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Drastic Changes in College Acceptance Rates in Recent Years

As we all know by now, many colleges and universities in the United States became much more selective during the most recent application cycle, largely due to a surge in applications resulting from both short- and long-term changes. But the extent of that change can be hard to see, especially when acceptance rates are already so low at so many schools.

To that end, we’ve compiled the most recent data on acceptance rates at top schools and how they changed from the prior year. Note that the “Change” column represents the total magnitude of the change, not the arithmetic difference. That is, a drop from a 30% admission rate to a 28% admission rate represents a less significant change than a drop from 5% to 3%, because that 2% accounts for a much larger share of the total applicants in the latter scenario.

Changes to Overall Acceptance Rates

The overall acceptance rate at a school is the total number of admitted students divided by the total number of applicants, including both early and regular applicants. As you can see in the table below, the majority of top-100 universities saw their acceptance rates drop, some precipitously so. On the other hand, a handful did rise, even in this challenging year.

School Most Recent Overall Acceptance Rate Prior Year Overall Acceptance Rate % Change in Likelihood of Acceptance
Boston College 19% 24% -20.8%
Boston University 18% 19% -5.3%
Brandeis University 30% 31% -3.2%
Brown University 5% 7% -28.6%
California Institute of Technology 7% 6% 16.7%
Carnegie Mellon University 17% 15% 13.3%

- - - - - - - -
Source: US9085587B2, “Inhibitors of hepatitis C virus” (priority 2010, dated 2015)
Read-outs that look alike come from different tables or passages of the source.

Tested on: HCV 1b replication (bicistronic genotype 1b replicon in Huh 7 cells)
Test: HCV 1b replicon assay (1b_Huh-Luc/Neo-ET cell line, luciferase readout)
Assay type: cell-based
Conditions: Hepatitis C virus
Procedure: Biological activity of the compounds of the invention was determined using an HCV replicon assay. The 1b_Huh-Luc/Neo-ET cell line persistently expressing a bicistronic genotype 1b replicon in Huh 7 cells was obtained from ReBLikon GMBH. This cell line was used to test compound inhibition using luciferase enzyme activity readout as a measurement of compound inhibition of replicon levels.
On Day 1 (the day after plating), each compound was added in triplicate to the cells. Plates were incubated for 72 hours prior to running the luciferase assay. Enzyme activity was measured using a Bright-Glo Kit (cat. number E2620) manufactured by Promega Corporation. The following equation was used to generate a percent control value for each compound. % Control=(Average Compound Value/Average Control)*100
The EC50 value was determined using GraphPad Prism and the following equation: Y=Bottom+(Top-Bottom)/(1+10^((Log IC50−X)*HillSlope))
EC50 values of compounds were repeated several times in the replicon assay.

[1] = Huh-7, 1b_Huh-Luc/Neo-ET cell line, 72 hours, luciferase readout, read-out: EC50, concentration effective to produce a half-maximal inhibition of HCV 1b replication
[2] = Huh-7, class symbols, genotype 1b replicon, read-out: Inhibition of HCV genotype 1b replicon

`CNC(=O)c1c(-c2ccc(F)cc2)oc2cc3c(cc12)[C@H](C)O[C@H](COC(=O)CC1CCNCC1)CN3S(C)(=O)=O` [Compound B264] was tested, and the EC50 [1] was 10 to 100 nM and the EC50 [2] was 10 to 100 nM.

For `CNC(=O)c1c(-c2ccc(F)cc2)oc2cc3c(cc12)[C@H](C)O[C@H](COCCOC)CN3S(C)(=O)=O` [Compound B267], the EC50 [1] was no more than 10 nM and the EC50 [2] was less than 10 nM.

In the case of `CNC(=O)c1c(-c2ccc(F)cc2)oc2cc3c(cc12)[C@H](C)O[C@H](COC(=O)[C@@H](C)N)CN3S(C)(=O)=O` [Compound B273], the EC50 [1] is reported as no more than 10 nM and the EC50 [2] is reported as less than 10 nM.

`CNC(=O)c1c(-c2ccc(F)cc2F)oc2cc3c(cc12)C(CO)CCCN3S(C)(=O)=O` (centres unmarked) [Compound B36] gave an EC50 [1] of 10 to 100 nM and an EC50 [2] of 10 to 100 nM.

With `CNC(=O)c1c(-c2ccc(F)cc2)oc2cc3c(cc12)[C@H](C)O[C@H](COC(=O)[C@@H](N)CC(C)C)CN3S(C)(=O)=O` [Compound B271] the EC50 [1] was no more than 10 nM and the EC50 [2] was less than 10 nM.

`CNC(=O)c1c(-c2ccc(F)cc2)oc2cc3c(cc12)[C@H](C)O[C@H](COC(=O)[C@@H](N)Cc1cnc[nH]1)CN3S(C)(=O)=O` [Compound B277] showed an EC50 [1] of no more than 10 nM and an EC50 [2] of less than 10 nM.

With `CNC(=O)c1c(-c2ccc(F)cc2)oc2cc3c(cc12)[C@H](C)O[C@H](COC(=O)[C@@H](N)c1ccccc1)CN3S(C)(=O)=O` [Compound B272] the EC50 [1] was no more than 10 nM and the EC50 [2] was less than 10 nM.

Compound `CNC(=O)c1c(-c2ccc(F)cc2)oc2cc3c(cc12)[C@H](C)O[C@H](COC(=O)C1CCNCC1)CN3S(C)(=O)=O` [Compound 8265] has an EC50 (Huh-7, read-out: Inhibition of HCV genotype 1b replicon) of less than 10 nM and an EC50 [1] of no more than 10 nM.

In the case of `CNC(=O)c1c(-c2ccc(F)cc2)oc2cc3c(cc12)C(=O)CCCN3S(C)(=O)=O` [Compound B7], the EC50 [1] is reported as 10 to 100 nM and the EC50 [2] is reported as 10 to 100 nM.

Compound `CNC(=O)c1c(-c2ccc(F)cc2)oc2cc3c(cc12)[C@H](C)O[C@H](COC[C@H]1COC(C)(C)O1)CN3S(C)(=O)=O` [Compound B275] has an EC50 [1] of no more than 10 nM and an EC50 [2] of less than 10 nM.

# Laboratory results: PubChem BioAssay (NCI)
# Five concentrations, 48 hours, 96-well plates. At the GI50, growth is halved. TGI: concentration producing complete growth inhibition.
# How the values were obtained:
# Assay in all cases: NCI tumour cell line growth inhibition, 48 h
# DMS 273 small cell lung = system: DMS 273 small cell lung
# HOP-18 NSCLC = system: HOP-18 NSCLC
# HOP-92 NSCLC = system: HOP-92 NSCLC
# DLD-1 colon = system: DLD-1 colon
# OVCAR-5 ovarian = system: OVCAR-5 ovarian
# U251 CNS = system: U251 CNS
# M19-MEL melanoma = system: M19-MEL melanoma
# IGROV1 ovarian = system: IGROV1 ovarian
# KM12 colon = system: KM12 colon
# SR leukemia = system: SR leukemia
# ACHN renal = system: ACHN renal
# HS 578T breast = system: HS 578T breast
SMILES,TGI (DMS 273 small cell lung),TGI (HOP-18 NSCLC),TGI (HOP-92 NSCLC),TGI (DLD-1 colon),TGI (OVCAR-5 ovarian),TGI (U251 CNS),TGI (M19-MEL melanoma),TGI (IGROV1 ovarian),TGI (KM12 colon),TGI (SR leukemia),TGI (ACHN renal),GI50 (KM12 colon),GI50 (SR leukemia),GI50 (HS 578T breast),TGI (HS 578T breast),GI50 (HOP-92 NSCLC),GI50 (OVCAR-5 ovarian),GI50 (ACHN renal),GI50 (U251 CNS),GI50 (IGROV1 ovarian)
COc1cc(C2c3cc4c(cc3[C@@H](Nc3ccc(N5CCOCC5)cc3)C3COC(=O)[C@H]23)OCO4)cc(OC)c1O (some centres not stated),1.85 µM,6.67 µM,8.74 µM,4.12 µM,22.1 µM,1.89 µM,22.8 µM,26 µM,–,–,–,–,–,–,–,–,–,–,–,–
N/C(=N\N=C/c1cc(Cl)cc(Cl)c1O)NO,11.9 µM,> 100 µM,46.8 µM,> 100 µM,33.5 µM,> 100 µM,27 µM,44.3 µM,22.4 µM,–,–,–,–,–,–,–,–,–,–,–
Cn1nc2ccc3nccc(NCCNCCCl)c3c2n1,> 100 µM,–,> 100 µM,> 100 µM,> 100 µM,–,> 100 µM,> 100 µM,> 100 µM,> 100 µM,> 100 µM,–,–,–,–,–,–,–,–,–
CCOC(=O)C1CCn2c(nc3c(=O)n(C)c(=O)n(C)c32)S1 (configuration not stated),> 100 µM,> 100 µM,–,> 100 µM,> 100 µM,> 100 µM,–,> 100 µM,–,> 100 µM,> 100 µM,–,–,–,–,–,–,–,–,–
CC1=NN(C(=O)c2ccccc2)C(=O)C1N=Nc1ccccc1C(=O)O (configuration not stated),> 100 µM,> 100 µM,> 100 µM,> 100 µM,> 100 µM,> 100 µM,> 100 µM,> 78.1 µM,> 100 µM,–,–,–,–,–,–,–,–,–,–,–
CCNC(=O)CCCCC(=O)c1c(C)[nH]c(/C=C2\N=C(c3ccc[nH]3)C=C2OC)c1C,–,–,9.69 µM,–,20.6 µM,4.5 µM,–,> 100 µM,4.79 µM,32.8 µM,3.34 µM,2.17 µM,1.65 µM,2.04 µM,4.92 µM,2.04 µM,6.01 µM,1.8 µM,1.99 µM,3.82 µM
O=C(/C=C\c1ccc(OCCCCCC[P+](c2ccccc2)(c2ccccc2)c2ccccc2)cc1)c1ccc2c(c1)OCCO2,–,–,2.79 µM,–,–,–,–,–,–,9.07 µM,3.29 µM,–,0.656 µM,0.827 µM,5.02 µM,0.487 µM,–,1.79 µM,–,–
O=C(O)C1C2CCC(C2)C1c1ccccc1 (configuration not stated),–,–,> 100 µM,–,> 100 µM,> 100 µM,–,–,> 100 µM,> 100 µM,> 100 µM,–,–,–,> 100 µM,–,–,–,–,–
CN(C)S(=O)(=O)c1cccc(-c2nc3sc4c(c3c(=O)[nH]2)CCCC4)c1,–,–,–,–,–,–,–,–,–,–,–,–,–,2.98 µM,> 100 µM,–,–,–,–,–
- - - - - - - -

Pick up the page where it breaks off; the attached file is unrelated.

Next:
Case Western Reserve University 30% 27% 11.1%
Columbia University 4% 5% -20.0%
Cornell University 11% 11% 0.0%
Dartmouth College 6% 9% -33.3%
Duke University 6% 8% -25.0%
Emory University 18% 18% 0.0%
Georgetown University 12% 16% -25.0%
Georgia Institute of Technology 18% 20% -10.0%
Harvard University 3% 5% -40.0%
Johns Hopkins University 7% 9% -22.2%
Lehigh University 45% 32% 40.6%
Massachusetts Institute of Technology 4% 7% -42.9%
New York University 13% 15% -13.3%
Northeastern University 20% 18% 11.1%
Northwestern University 7% 9% -22.2%
Pepperdine University 32% 31% 3.2%
Princeton University 4% 6% -33.3%
Rensselaer Polytechnic Institute 47% 43% 9.3%
Rice University 9% 10% -10.0%
Santa Clara University 51% 48% 6.3%
Stanford University 5% 4% 25.0%
Tufts University 11% 15% -26.7%
Tulane University 11% 13% -15.4%
University of California-Berkeley 18% 17% 5.9%
University of California-Davis 47% 39% 20.5%
University of California-Irvine 30% 27% 11.1%
University of California-Los Angeles 14% 12% 16.7%
University of California-San Diego 38% 32% 18.8%
University of California-Santa Barbara 30% 30% 0.0%
University of Chicago 6% 6% 0.0%
University of Florida 29% 29% 0.0%
University of Georgia 39% 46% -15.2%
University of Illinois-Urbana-Champaign 59% 62% -4.8%
University of Miami 33% 27% 22.2%
University of Michigan-Ann Arbor 26% 23% 13.0%
University of North Carolina-Chapel Hill 24% 23% 4.3%
University of Notre Dame 15% 16% -6.3%
University of Pennsylvania 6% 8% -25.0%
University of Rochester 30% 29% 3.4%
University of Southern California 12% 16% -25.0%
University of Texas-Austin 32% 32% 0.0%
University of Virginia 21% 21% 0.0%
University of Wisconsin-Madison 54% 53% 1.9%
Vanderbilt University 7% 10% -30.0%
Villanova University 25% 29% -13.8%
Wake Forest University 30% 30% 0.0%
Washington University in St. Louis 13% 13% 0.0%
William and Mary 42% 38% 10.5%
Yale University 5% 7% -28.6%

Changes to Early Acceptance Rates

However, as you no doubt know, overall acceptance rate is not the only statistic that matters.      During such an uncertain and unprecedented time, many schools relied more heavily on early admission applicants than ever, at least where offered. Nevertheless, even early acceptance rates fell at most schools, particularly the most selective, or else remained the same.